In a couple of reviews that I read this week of the new Lone Ranger movie, in reputable newspapers, I noted that the film makes use of the “William Tell Overture” (sic), a piece commonly thought to have been composed by Rossini.
He did no such thing, of course. The piece is correctly called the Overture to “William Tell” in AP Style, or the Overture to William Tell, when style guides using italics for titles are used. The same goes for every overture written for an opera — i.e. the Overture to “The Marriage of Figaro,” the Overture to “Gwendoline,” the Overture to “Candide,” etc., etc.
(Foreign titles are fine, of course. Write the Overture to “Le Nozze di Figaro,” or even better, the Overture to “Le nozze di Figaro” to your heart’s content. Only I, and a good many other writers, usually use English titles when a work is well known in that form.)
The punctuation of the titles of classical music pieces can get a little confusing. The easy rule, though, is that when a piece’s title is simply a type of piece — as in Symphony No. 1, or Nocturne No. 2, or Requiem — the title takes no quotes. If that same piece has a nickname, as in Beethoven’s Symphony No. 3, “Eroica,” the nickname takes quote marks, as you see.
Opera titles take quotes, of course. But an overture is a type of piece written to launch an opera, so it doesn’t take quotes. The case of concert overtures is different, though, and these pieces are usually given names, as in Brahms’ “Tragic Overture” and Berlioz’s “Le Corsaire Overture,” in which case the quotes are necessary. Sometimes you will see “Tragic” Overture or “Le Corsaire” Overture, which I suppose is OK, but then you run into things such as Britten’s “An American Overture,” which seems to me to require quotes around the entire thing. Which makes me feel that it’s best, for uniformity’s sake, just to use quotes (or italics, as the case may be) for entire concert overture titles.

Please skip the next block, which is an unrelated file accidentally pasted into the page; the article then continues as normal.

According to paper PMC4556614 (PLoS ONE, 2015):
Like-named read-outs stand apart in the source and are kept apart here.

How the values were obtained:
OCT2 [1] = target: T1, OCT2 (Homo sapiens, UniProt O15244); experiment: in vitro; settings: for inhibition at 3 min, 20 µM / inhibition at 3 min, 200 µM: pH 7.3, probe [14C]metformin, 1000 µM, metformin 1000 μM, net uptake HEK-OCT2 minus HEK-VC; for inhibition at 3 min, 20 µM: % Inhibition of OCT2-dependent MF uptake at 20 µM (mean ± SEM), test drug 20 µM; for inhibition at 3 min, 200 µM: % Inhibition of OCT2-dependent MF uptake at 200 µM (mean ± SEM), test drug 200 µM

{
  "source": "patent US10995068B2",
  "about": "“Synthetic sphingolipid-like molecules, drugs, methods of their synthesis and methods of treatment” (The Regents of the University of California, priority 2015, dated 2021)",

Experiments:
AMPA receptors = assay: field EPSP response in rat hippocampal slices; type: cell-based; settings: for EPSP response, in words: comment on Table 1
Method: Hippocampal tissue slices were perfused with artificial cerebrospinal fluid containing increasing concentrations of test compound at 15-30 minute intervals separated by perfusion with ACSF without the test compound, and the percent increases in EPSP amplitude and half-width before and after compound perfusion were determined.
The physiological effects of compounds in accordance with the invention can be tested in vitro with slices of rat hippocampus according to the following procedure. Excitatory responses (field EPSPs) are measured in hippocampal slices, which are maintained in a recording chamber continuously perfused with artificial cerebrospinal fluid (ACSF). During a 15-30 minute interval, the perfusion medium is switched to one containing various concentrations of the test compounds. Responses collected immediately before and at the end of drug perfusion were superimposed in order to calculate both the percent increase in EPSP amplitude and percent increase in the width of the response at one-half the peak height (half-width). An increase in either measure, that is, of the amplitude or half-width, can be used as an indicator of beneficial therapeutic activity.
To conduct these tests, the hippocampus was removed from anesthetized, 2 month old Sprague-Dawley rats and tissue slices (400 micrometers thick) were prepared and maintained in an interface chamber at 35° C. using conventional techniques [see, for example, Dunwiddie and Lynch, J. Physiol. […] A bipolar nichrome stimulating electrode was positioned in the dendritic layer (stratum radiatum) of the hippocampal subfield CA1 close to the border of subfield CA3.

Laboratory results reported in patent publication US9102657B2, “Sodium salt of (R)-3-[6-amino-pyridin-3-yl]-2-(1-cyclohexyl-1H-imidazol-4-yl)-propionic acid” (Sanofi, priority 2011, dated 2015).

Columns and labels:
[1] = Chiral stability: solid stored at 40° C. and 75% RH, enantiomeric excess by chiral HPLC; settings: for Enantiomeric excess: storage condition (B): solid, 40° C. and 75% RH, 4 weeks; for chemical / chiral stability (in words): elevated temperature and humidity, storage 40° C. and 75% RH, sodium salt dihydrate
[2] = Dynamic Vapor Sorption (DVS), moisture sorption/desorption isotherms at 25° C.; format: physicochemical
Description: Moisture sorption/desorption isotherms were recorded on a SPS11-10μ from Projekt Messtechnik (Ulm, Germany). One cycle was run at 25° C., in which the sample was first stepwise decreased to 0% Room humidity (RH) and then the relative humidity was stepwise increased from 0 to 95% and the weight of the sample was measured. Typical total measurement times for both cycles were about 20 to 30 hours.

On a related subject, opus and catalog numbers give editors and readers fits. They do not understand them, or even know what they signify. But they are mostly unnecessary when writing about classical music and I avoid using them whenever possible. (I see photographers using them in photo captions all the time, because they get the titles from the program book.) Simply put, my attitude is that, in most cases, a reader only needs to know what piece has been or will be performed, and most pieces are easily identified without opus or catalog numbers: Beethoven’s “Eroica” Symphony is enough (or Symphony No. 3, “Eroica”), lose the opus number unless you are writing about the “Eroica” in a context of where it falls in Beethoven’s output.
Opus and catalog numbers are very helpful, however, in identifying many pieces — such as Haydn’s string quartets, Chopin’s piano pieces and much of Mozart’s, Vivaldi’s and Scarlatti’s music — because they happen to be the quickest way to do so with the work in question. Including the key of a piece in the title usually ends up being superfluous. Use the key as an identifier when necessary, or when the context requires it. Otherwise, forget about it.
See also: Premiere and premier